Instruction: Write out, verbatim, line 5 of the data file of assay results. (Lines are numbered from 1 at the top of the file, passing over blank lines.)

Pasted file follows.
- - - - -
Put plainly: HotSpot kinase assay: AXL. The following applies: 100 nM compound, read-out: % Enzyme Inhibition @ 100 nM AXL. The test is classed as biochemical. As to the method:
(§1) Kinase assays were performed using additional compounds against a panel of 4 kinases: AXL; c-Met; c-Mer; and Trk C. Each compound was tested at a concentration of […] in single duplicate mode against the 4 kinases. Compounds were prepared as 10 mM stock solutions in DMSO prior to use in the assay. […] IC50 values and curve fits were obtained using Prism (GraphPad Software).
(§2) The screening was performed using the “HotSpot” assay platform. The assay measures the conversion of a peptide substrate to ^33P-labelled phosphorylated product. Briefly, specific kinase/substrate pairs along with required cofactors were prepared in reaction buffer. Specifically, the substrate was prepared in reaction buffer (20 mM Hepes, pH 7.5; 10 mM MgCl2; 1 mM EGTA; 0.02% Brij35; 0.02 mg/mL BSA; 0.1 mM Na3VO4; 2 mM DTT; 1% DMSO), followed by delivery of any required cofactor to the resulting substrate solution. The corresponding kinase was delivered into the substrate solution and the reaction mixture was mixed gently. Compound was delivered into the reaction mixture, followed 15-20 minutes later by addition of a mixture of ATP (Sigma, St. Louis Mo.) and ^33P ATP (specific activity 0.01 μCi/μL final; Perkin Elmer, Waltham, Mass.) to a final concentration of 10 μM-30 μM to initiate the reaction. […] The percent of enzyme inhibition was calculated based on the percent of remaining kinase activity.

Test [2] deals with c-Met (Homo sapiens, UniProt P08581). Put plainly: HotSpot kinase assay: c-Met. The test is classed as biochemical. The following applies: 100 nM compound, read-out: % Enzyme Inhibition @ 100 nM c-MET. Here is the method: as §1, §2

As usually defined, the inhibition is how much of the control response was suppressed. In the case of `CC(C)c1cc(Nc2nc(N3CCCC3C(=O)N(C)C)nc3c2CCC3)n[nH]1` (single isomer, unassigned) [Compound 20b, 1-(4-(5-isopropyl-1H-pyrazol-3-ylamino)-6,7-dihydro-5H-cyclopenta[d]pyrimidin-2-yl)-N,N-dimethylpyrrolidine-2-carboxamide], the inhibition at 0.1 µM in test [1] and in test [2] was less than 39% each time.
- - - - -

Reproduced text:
As usually defined, the inhibition is how much of the control response was suppressed. In the case of `CC(C)c1cc(Nc2nc(N3CCCC3C(=O)N(C)C)nc3c2CCC3)n[nH]1` (single isomer, unassigned) [Compound 20b, 1-(4-(5-isopropyl-1H-pyrazol-3-ylamino)-6,7-dihydro-5H-cyclopenta[d]pyrimidin-2-yl)-N,N-dimethylpyrrolidine-2-carboxamide], the inhibition at 0.1 µM in test [1] and in test [2] was less than 39% each time.